Bloomberg is reporting that Google Inc.’s mobile-phone alliance is showing signs of strain.
After Verizon Wireless scrapped plans to offer Google’s Nexus One handset this week, Motorola Inc. said it opted for a mapping software other than Google’s version. Samsung Electronics Co. has developed an alternative mobile-phone operating system, and HTC Corp. is considering follow suit.
“Everybody is afraid of Google having too much power,” said Carl Howe, an analyst at Yankee Group, a Boston-based research firm. “I don’t think anyone wants to say, ‘In addition to 70 percent of the search traffic in the world, we’re going to give them a whole lot more business.’”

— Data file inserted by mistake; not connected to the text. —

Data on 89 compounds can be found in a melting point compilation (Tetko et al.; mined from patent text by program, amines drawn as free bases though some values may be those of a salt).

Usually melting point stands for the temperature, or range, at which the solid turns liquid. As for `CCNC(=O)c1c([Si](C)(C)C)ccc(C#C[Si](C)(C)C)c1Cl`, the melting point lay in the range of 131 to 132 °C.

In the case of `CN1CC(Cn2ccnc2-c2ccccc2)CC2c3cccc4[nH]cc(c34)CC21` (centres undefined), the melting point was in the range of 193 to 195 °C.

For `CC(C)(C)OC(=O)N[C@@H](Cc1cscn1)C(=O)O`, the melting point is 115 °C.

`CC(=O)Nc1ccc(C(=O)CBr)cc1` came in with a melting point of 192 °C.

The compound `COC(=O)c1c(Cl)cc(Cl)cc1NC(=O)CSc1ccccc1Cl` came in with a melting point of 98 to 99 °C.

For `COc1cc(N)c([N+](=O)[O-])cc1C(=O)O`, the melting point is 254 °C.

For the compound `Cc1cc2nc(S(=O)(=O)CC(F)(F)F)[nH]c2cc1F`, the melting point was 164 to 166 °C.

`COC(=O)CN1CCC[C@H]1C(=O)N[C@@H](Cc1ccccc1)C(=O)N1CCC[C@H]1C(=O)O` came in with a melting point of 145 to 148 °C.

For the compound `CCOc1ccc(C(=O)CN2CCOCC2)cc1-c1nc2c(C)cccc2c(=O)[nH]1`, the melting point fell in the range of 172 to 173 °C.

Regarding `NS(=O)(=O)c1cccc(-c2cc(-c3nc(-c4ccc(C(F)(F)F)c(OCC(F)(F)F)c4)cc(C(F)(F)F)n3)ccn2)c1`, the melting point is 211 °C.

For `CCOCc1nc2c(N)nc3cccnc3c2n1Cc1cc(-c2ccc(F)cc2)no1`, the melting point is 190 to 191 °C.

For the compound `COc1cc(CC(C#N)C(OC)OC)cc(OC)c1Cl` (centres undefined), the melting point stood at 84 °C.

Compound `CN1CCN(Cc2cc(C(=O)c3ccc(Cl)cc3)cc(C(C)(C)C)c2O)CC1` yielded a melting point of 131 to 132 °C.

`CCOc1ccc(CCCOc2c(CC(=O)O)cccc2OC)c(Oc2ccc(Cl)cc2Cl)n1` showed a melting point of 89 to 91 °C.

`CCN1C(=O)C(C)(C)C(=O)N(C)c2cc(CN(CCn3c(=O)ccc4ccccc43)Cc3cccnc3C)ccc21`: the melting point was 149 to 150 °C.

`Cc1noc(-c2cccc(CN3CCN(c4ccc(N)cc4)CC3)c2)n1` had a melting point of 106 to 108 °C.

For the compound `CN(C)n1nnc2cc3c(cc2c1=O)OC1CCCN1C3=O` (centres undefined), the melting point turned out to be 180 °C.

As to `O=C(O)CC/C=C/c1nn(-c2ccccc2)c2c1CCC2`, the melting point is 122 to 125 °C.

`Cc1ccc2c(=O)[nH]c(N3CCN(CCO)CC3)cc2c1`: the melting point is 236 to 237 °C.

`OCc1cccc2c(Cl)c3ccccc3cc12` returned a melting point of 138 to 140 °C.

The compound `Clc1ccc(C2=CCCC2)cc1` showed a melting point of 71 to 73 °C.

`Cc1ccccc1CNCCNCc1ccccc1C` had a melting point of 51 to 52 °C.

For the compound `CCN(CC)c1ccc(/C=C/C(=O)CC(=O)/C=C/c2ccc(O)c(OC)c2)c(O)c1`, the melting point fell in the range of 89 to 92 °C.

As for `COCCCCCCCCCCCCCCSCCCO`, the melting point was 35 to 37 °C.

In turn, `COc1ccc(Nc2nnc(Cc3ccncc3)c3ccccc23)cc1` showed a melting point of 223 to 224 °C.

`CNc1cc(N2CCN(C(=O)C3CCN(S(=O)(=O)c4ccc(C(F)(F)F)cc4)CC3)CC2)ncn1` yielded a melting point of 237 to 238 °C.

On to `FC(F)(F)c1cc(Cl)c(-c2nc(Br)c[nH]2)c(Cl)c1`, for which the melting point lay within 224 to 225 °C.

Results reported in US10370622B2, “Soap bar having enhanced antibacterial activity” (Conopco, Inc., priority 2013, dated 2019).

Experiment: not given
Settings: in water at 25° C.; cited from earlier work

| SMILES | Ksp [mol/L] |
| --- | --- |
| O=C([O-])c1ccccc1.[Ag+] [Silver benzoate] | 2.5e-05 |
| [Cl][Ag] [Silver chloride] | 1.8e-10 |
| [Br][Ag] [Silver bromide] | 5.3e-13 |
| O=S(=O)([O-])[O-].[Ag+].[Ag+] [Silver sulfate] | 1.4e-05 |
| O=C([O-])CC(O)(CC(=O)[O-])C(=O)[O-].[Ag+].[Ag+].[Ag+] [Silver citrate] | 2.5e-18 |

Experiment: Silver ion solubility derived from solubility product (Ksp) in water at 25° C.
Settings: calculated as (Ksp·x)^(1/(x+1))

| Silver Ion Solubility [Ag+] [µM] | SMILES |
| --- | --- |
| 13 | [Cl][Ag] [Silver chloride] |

Android’s share of the U.S. smartphone market jumped to 9 percent in February from 5.2 percent at the end of 2009, according to research firm ComScore Inc. in Reston, Virginia. It ranks behind Research In Motion Ltd., Apple Inc.’s iPhone and Microsoft Corp.’s Windows Mobile.
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